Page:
From the December 2003 Idaho Observer:
Reasons to Avoid the Flu Shot
News reports have been flooding us with articles warning that this flu season may be the worst in years. Even though it is difficult to separate the facts from the hype, a close evaluation of the flu vaccine raises serious questions about the recommendations routinely touted. Namely, that vaccines are highly effective and pose little risk. Anyone considering a flu shot should become informed about the substances coming through that needle, and should be determined to investigate the safety and efficacy issues that are still unresolved.
by Dr. Sherri Tenpenny
The vaccine virus
Each year, a new vaccine is developed that contains three different viruses (one influenza B and two influenza A strains). CDC officials select the new viruses based on which viruses were prevalent during the flu season in China and Australia the previous year. The CDC admits that the viruses selected for the new vaccine are chosen on the basis of an "educated guess."
What's in a flu shot?
The influenza virus is grown in "specific pathogen-free" (SPF) chicken eggs. Eggs are tested for a variety of agents -- usually between 23 and 31 -- to confirm the absence of those specific pathogens. Laboratories limit the number of agents that are screened due to the shear abundance of potential viruses and/or bacteria to choose from. In addition, screening for every potential agent would be cost prohibitive. If none of the tested agents are detected, the vaccine is reported as "pathogen free."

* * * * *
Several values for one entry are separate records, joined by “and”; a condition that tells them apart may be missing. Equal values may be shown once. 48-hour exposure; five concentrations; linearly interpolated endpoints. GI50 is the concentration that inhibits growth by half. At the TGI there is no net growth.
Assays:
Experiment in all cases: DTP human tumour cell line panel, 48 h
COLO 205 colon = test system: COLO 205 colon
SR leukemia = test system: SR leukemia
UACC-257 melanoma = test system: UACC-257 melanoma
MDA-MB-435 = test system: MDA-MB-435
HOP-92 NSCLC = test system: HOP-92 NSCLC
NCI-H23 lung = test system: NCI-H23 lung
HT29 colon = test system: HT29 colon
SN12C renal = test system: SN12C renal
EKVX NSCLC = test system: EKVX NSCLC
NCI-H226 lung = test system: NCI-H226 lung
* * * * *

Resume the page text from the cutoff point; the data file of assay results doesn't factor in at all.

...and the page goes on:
However, it should be understood that there is a distinct difference between "pathogen free" and "specific pathogen-free." In its July, 1996 report, the Institute of Medicine acknowledged that "although it is not possible to produce a completely uncontaminated animal, it is possible to produce an animal [or egg] certified to be free of specific pathogens."
Viruses that are harmless to their animal host, however, may be potentially harmful to humans.
During the manufacturing process, antibiotics (neomycin, polymyxin B and gentamicin) are added to eliminate stray bacteria found in the mixture. The final solution can contain the following additives in any combination: Triton X-100 (a detergent); polysorbate 80 (a potential carcinogen); gelatin; formaldehyde; and residual egg proteins.
In addition, many of the influenza vaccines still contain thimerosal as a preservative. Thimerosal (mercury) is being investigated for its link to brain injury and autoimmune disease.
Does the flu shot protect?
There are no guarantees that the influenza viruses selected for the vaccine will be the identical strains circulating during a given flu season. In fact, it has recently been announced that this year's flu vaccine does not include the strain that is being reported by doctors in the community called the "A Fujian" strain.